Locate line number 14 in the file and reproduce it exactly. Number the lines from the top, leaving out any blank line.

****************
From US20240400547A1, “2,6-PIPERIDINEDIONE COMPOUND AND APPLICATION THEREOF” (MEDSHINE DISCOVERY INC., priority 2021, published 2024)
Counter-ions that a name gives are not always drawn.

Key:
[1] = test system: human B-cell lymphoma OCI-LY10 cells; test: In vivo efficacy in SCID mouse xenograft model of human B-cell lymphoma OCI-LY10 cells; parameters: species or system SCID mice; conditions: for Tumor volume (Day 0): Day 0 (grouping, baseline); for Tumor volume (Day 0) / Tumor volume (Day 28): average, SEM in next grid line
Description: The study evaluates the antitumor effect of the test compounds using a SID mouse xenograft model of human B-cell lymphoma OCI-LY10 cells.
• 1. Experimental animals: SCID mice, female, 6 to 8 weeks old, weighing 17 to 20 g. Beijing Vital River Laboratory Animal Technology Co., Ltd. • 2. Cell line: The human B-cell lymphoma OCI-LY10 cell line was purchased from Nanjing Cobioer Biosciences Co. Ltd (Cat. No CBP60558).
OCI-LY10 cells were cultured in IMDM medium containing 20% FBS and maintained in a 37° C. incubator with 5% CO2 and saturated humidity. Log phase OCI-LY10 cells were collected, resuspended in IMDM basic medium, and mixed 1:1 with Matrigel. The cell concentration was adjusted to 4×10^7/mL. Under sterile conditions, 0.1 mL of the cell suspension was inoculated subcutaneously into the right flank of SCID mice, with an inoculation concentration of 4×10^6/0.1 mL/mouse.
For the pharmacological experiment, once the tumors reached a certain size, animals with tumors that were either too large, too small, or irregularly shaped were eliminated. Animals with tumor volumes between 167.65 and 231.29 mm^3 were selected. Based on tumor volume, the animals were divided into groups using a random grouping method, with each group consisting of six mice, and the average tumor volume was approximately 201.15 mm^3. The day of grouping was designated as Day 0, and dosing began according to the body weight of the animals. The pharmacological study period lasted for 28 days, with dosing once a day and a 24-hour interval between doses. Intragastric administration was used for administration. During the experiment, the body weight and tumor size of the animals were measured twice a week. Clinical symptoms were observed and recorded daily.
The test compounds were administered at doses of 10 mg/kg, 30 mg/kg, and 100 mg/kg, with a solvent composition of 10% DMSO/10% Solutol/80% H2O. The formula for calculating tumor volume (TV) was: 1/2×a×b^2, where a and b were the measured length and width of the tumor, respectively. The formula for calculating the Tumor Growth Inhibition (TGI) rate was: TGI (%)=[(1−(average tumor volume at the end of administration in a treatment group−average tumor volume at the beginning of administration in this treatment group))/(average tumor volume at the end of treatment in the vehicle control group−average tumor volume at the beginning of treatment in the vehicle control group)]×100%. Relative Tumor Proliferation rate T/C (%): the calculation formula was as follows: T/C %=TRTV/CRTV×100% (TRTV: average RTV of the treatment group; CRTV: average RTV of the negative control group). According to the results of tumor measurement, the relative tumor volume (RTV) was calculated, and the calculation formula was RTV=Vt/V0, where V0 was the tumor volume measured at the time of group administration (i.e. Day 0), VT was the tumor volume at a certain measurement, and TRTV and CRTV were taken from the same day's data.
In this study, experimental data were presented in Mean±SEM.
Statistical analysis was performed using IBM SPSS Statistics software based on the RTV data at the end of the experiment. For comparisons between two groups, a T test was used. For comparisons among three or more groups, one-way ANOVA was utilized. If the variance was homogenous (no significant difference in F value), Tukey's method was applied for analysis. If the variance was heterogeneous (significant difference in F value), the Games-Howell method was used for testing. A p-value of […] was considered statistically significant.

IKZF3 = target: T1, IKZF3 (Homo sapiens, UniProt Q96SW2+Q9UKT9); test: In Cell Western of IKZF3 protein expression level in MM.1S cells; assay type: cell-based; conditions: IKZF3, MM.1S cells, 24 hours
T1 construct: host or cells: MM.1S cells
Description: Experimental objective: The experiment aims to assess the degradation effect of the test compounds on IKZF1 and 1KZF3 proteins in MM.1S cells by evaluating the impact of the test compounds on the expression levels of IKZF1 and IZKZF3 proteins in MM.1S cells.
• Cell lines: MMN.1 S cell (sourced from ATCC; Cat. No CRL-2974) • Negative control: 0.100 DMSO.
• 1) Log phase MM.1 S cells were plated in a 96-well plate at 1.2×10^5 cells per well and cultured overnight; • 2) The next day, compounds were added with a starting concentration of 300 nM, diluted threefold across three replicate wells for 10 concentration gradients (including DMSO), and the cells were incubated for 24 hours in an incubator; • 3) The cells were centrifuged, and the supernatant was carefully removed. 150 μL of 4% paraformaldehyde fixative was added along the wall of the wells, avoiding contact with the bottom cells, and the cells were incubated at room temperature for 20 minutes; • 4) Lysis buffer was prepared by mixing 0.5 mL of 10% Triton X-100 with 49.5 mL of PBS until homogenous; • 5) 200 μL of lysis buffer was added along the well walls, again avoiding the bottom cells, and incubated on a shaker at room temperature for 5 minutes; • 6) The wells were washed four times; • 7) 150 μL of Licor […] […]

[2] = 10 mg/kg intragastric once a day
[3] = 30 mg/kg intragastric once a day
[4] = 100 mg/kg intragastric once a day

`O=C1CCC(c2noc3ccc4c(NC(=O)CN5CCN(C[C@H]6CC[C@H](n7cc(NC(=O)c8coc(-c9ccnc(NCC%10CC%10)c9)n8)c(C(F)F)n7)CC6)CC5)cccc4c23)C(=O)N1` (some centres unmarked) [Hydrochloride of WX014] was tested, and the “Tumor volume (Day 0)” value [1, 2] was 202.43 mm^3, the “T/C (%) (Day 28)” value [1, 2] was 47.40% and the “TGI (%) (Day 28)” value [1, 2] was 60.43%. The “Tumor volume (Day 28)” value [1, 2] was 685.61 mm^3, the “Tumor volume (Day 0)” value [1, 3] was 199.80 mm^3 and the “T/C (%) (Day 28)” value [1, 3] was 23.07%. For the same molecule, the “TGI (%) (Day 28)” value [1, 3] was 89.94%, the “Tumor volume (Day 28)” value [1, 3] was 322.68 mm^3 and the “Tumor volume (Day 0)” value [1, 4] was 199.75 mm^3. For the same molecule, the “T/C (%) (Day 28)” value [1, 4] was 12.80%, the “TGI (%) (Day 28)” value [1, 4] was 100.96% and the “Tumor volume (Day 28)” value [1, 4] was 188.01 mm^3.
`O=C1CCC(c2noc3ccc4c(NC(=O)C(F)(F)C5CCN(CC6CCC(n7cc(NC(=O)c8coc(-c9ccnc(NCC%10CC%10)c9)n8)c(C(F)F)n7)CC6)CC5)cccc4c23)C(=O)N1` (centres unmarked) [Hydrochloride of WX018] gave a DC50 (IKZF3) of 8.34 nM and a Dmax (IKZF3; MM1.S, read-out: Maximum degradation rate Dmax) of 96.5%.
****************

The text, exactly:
Description: Experimental objective: The experiment aims to assess the degradation effect of the test compounds on IKZF1 and 1KZF3 proteins in MM.1S cells by evaluating the impact of the test compounds on the expression levels of IKZF1 and IZKZF3 proteins in MM.1S cells.